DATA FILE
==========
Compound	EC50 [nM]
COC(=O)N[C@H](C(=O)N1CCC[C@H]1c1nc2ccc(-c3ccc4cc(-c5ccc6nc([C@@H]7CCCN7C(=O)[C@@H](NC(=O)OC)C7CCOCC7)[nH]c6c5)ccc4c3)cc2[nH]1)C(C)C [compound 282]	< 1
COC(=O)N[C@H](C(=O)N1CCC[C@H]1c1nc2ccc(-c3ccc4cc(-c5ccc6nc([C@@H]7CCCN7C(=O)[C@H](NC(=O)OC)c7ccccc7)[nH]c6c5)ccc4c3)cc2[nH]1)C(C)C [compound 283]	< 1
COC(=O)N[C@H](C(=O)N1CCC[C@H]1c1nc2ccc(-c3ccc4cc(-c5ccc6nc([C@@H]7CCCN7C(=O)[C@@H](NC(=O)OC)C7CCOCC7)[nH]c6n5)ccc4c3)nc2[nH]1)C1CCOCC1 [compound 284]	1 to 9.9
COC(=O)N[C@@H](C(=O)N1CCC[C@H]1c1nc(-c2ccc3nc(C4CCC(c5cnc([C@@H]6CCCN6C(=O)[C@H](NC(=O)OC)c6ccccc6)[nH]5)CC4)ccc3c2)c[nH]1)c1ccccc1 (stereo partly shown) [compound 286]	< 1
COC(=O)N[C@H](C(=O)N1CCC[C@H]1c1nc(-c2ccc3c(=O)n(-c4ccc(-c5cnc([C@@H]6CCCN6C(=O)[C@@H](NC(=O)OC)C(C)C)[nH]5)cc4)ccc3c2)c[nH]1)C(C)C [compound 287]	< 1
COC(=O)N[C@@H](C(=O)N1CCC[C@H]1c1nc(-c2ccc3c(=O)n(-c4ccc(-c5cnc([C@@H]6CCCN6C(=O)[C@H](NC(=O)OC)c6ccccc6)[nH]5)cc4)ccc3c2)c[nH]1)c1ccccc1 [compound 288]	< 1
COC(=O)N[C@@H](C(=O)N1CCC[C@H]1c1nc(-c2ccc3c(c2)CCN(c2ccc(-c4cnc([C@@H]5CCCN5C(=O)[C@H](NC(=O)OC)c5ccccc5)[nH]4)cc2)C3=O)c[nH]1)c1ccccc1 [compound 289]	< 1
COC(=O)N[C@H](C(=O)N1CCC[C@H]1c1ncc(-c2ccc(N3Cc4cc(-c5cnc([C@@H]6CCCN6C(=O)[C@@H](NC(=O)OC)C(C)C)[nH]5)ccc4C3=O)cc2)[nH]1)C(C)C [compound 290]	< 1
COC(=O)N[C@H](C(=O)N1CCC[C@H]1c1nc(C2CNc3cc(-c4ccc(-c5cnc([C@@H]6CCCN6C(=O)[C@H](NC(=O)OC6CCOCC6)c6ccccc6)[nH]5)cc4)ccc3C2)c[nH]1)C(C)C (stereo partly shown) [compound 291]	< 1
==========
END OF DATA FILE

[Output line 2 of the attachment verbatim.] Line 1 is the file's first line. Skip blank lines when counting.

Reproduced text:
COC(=O)N[C@H](C(=O)N1CCC[C@H]1c1nc2ccc(-c3ccc4cc(-c5ccc6nc([C@@H]7CCCN7C(=O)[C@@H](NC(=O)OC)C7CCOCC7)[nH]c6c5)ccc4c3)cc2[nH]1)C(C)C [compound 282]	< 1